Best practice for automatic scheduling and running full re-gen MRP process

We have been manually running MRP for awhile now but I have been tasked with automating the process to run at a particular time. Would love to hear how other companies set this up and are doing it.

Hello, Mike.

MRP is something that can vary a good deal from company to company. There are a couple of questions that will govern this frequency:

  1. How long does it take when you run a full regeneration? If you are a 24 hour shop and it takes more than 1.5 hours, I might run it once a week on the weekend during a light period of work.
  2. How often does your demand change and by what percentage of the total production volume does it change per day? If you have quick turnaround production, you may want to run it daily. If you manufacture to refill a good buffer of safety stock, you may be safe to run it weekly. If demand seldom changes, you may run it even less frequently.
  3. How many parts do you have that have a long lead time but require low turnaround? Infrequent MRP runs for mfg parts (or infrequent PO suggestions run for purchased parts) could make you late to receive the parts if you have insufficient safety stock.
  4. What is your process for releasing jobs into production (and creating purchase orders)? If there is a multi-day review period before they are pushed into production, you may want to run MRP weekly so that the unfirm jobs being reviewed (or tweaked) are not cleared, and similarly the PO suggestions that are being evaluated are not cleared. IMO, this is something that should be minimized because MRP should always produce the most accurate jobs and POs for the current demand in the system.

I have seen some companies regenerate MRP only to update a long-term MPS plan, yet they run regenerate PO suggestions nightly. Others regenerate the full MRP set of jobs nightly when they need the created jobs for quick turnaround.


We are a machinery manufacturer and run a Process MRP Recalc and Net Change MRP nightly. This process takes about 55-75 minutes to complete. On Sunday morning we run a complete regen. This process takes 4-5 hours to complete because we have more than 300,000 parts to comb through. The most important thing when running a regen is to find a time where no one will try to access the system. We have found through experience that MRP will not complete, or fail all together if someone is in the system updating a labor record or changing a bill of material. So, we run the regen at a time where we can be sure no one is in there doing work.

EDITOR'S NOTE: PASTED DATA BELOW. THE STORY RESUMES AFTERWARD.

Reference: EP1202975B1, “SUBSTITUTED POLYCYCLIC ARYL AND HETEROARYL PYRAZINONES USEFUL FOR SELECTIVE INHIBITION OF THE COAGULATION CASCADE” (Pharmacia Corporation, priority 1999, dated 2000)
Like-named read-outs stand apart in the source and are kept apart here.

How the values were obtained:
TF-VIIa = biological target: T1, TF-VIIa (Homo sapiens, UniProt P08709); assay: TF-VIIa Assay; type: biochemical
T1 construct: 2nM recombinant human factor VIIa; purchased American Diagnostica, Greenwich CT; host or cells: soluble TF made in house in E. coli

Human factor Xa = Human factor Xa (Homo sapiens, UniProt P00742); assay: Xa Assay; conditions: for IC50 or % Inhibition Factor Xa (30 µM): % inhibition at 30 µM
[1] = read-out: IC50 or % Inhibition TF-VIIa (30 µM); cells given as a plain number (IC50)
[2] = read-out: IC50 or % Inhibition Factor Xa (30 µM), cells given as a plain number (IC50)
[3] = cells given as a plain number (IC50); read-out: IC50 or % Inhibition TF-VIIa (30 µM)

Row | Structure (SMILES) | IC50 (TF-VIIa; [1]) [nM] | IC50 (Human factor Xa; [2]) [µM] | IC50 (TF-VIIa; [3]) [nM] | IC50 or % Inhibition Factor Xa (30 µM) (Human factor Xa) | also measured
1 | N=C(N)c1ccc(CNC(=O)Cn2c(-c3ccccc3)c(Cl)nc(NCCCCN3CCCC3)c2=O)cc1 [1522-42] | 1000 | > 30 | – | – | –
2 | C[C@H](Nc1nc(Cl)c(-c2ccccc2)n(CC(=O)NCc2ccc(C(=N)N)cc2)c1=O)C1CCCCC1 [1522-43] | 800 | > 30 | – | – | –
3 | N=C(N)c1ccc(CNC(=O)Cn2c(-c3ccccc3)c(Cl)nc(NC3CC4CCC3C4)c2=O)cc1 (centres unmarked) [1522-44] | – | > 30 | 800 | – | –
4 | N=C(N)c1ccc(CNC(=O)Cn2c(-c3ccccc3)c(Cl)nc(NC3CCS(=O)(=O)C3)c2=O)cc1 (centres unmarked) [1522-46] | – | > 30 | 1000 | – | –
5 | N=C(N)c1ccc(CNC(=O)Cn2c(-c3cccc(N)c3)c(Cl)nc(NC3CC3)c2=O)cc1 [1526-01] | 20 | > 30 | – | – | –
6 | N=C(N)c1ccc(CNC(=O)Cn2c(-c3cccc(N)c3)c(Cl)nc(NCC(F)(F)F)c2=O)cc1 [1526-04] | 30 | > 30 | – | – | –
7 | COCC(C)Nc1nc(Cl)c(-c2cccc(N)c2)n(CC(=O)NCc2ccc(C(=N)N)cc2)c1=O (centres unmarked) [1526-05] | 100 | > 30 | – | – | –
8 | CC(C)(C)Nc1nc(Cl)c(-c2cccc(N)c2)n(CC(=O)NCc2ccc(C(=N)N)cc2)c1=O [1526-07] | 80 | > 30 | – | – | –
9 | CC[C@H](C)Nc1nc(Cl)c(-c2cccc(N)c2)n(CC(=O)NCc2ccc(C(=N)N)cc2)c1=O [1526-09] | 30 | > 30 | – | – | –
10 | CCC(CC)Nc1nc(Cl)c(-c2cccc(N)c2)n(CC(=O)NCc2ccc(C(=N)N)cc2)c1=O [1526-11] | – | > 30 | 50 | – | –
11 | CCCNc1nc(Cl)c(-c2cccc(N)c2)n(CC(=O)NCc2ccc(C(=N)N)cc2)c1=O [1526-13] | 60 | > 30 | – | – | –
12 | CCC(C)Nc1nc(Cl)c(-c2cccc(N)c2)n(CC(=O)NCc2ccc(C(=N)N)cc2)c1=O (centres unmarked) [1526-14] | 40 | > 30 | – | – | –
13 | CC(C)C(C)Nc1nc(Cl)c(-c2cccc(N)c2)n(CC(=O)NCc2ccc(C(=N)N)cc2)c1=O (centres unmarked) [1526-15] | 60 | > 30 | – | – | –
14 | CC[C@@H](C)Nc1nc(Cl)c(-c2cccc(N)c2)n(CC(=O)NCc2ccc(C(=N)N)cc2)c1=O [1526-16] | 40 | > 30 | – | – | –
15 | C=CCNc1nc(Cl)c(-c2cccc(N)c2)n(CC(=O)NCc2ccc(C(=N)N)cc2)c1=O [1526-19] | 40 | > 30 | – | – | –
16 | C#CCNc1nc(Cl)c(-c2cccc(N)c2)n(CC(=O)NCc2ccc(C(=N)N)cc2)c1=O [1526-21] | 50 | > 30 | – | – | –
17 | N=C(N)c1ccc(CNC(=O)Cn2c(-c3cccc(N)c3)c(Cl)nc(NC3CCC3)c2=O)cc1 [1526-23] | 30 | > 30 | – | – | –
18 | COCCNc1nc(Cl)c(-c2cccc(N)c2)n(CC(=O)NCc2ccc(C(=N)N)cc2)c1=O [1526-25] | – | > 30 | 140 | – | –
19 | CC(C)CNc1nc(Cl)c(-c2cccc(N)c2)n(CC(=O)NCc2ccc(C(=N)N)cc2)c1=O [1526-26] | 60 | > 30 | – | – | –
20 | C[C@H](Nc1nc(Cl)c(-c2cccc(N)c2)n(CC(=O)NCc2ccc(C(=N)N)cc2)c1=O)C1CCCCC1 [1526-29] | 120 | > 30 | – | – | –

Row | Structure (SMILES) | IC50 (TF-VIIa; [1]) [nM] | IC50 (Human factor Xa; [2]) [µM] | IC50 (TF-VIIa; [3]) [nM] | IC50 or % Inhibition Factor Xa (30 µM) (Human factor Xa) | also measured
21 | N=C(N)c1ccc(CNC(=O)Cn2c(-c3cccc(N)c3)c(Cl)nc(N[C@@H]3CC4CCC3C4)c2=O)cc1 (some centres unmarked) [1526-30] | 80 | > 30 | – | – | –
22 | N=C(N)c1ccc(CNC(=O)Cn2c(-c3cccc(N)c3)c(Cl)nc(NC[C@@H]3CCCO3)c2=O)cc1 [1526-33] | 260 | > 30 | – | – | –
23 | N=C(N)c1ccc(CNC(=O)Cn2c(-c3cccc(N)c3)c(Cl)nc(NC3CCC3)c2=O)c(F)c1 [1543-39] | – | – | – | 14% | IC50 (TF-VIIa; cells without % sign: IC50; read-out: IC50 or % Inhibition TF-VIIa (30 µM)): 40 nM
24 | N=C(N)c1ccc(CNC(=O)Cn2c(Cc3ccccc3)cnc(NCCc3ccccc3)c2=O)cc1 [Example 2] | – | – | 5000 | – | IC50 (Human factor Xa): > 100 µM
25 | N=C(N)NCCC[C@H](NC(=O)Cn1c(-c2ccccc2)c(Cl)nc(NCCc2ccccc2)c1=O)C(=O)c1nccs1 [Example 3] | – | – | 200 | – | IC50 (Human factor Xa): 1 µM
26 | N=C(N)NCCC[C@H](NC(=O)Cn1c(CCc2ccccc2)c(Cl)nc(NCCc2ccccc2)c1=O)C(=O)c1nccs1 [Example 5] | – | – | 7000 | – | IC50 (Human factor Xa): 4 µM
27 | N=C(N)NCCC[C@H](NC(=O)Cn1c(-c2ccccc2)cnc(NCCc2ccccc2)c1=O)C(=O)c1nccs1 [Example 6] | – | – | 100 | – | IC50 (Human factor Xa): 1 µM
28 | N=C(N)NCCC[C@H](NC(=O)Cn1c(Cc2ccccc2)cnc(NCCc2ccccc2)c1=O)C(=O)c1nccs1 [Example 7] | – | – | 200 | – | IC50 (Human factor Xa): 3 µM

We are currently on E10, but we used the same approach in Vantage. Hope this helps!

Hi Mike,

We are not a 24-hour operation and our full re-gen MRP runs in 10 minutes so we have it scheduled to run every night.I have four schedules (created in the System Agent) set to run starting at 11:00pm. The scheduled start time on the processes is 15-30 minutes apart. The Calculate Global Scheduling process runs on the1st schedule. The Global Scheduling process runs on the 2nd schedule. (We currently have no need to manually adjust the priority codes in scheduling so these can be run back to back overnight.) Process MRP runs on the 3rd schedule. Fill Shop Capacity process and Calculate ABC codes are attached to the 4th schedule. Purchasing occasionally runs generate PO suggestions during the day which (for us) takes only a couple of minutes.This has worked well for us.


I run regen every night at 8pm, takes about 50 minutes on 7/7 processes. Approx 90k parts.

I have found that netgen didnt pick up some orders until the 3 or 4th day. Since we can put in an order today and ship tomorrow, that was not good.

We run full regen on weeknights using 6 MRP processes, this way if one gets abandoned processing a bad part setup, MRP continues to run on the rest of the parts. Here’s a screenshot of what’s submitted to the scheduler:

We run MRP with a three step process. We have Auto Job Completion, Auto Job Closing, and MRP with the most basic scheduling run at 7PM in a Process Set. Then we have services restart and Service Connect run some edits in between (such as prioritizing jobs). Then we have a couple of Scheduling processes run in a Process Set at something like 2AM to complete the process. Our custom prioritization engine is the primary reason for such a split setup, but it shows how flexible things can be.